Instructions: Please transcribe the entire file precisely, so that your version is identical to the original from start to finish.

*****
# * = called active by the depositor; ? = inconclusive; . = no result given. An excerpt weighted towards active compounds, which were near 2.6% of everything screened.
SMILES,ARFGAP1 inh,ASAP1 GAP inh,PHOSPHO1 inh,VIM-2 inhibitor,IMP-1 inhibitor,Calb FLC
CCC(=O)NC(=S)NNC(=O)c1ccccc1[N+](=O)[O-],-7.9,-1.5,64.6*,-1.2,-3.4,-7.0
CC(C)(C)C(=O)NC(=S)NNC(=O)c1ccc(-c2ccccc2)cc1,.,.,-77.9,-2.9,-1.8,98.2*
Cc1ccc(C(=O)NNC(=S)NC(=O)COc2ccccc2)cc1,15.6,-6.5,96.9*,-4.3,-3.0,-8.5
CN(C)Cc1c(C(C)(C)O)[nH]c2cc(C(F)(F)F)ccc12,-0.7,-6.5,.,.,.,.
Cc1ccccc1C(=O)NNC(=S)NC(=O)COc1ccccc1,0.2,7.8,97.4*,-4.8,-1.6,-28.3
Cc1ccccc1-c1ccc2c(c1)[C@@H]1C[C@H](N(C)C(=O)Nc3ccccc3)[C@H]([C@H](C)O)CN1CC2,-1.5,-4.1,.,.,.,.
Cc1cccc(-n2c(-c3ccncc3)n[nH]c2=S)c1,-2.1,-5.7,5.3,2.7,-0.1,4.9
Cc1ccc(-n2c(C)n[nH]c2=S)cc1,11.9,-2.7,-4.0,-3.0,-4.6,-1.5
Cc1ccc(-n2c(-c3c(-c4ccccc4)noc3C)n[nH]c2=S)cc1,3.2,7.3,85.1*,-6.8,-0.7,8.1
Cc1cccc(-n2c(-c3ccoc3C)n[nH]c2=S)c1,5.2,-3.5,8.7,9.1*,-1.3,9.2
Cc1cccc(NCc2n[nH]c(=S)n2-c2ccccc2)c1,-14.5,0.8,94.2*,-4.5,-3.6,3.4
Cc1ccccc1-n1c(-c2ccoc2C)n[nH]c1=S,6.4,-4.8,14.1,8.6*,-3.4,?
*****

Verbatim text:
# * = called active by the depositor; ? = inconclusive; . = no result given. An excerpt weighted towards active compounds, which were near 2.6% of everything screened.
SMILES,ARFGAP1 inh,ASAP1 GAP inh,PHOSPHO1 inh,VIM-2 inhibitor,IMP-1 inhibitor,Calb FLC
CCC(=O)NC(=S)NNC(=O)c1ccccc1[N+](=O)[O-],-7.9,-1.5,64.6*,-1.2,-3.4,-7.0
CC(C)(C)C(=O)NC(=S)NNC(=O)c1ccc(-c2ccccc2)cc1,.,.,-77.9,-2.9,-1.8,98.2*
Cc1ccc(C(=O)NNC(=S)NC(=O)COc2ccccc2)cc1,15.6,-6.5,96.9*,-4.3,-3.0,-8.5
CN(C)Cc1c(C(C)(C)O)[nH]c2cc(C(F)(F)F)ccc12,-0.7,-6.5,.,.,.,.
Cc1ccccc1C(=O)NNC(=S)NC(=O)COc1ccccc1,0.2,7.8,97.4*,-4.8,-1.6,-28.3
Cc1ccccc1-c1ccc2c(c1)[C@@H]1C[C@H](N(C)C(=O)Nc3ccccc3)[C@H]([C@H](C)O)CN1CC2,-1.5,-4.1,.,.,.,.
Cc1cccc(-n2c(-c3ccncc3)n[nH]c2=S)c1,-2.1,-5.7,5.3,2.7,-0.1,4.9
Cc1ccc(-n2c(C)n[nH]c2=S)cc1,11.9,-2.7,-4.0,-3.0,-4.6,-1.5
Cc1ccc(-n2c(-c3c(-c4ccccc4)noc3C)n[nH]c2=S)cc1,3.2,7.3,85.1*,-6.8,-0.7,8.1
Cc1cccc(-n2c(-c3ccoc3C)n[nH]c2=S)c1,5.2,-3.5,8.7,9.1*,-1.3,9.2
Cc1cccc(NCc2n[nH]c(=S)n2-c2ccccc2)c1,-14.5,0.8,94.2*,-4.5,-3.6,3.4
Cc1ccccc1-n1c(-c2ccoc2C)n[nH]c1=S,6.4,-4.8,14.1,8.6*,-3.4,?